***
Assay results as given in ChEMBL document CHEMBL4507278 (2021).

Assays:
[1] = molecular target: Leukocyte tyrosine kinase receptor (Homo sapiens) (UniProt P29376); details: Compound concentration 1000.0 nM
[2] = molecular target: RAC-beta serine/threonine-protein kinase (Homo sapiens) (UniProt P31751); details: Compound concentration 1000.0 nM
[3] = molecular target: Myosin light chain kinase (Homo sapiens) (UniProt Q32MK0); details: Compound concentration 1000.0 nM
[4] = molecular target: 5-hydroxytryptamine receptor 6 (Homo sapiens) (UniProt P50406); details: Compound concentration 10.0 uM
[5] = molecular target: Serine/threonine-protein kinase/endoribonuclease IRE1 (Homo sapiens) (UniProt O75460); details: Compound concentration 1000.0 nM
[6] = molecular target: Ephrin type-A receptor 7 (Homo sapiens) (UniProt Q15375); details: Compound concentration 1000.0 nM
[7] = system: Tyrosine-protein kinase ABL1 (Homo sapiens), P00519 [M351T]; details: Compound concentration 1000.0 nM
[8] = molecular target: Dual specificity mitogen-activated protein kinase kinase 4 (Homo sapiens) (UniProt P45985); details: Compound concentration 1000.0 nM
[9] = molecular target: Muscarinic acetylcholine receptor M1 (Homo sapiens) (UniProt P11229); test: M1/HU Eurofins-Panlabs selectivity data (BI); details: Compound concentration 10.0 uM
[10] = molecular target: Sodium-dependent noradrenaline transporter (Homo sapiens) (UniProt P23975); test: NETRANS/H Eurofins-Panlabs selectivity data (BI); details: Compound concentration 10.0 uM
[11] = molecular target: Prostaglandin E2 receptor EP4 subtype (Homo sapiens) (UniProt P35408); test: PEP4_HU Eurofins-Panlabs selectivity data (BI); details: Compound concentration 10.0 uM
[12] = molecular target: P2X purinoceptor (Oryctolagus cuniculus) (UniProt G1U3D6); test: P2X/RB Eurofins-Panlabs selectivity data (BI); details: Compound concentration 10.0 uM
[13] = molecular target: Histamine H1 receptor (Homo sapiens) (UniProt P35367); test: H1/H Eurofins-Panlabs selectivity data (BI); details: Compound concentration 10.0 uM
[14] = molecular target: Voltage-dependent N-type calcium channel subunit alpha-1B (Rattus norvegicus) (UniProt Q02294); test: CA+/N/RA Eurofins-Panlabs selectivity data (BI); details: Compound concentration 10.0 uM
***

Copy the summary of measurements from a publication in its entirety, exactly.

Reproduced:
Assay results as given in ChEMBL document CHEMBL4507278 (2021).

Assays:
[1] = molecular target: Leukocyte tyrosine kinase receptor (Homo sapiens) (UniProt P29376); details: Compound concentration 1000.0 nM
[2] = molecular target: RAC-beta serine/threonine-protein kinase (Homo sapiens) (UniProt P31751); details: Compound concentration 1000.0 nM
[3] = molecular target: Myosin light chain kinase (Homo sapiens) (UniProt Q32MK0); details: Compound concentration 1000.0 nM
[4] = molecular target: 5-hydroxytryptamine receptor 6 (Homo sapiens) (UniProt P50406); details: Compound concentration 10.0 uM
[5] = molecular target: Serine/threonine-protein kinase/endoribonuclease IRE1 (Homo sapiens) (UniProt O75460); details: Compound concentration 1000.0 nM
[6] = molecular target: Ephrin type-A receptor 7 (Homo sapiens) (UniProt Q15375); details: Compound concentration 1000.0 nM
[7] = system: Tyrosine-protein kinase ABL1 (Homo sapiens), P00519 [M351T]; details: Compound concentration 1000.0 nM
[8] = molecular target: Dual specificity mitogen-activated protein kinase kinase 4 (Homo sapiens) (UniProt P45985); details: Compound concentration 1000.0 nM
[9] = molecular target: Muscarinic acetylcholine receptor M1 (Homo sapiens) (UniProt P11229); test: M1/HU Eurofins-Panlabs selectivity data (BI); details: Compound concentration 10.0 uM
[10] = molecular target: Sodium-dependent noradrenaline transporter (Homo sapiens) (UniProt P23975); test: NETRANS/H Eurofins-Panlabs selectivity data (BI); details: Compound concentration 10.0 uM
[11] = molecular target: Prostaglandin E2 receptor EP4 subtype (Homo sapiens) (UniProt P35408); test: PEP4_HU Eurofins-Panlabs selectivity data (BI); details: Compound concentration 10.0 uM
[12] = molecular target: P2X purinoceptor (Oryctolagus cuniculus) (UniProt G1U3D6); test: P2X/RB Eurofins-Panlabs selectivity data (BI); details: Compound concentration 10.0 uM
[13] = molecular target: Histamine H1 receptor (Homo sapiens) (UniProt P35367); test: H1/H Eurofins-Panlabs selectivity data (BI); details: Compound concentration 10.0 uM
[14] = molecular target: Voltage-dependent N-type calcium channel subunit alpha-1B (Rattus norvegicus) (UniProt Q02294); test: CA+/N/RA Eurofins-Panlabs selectivity data (BI); details: Compound concentration 10.0 uM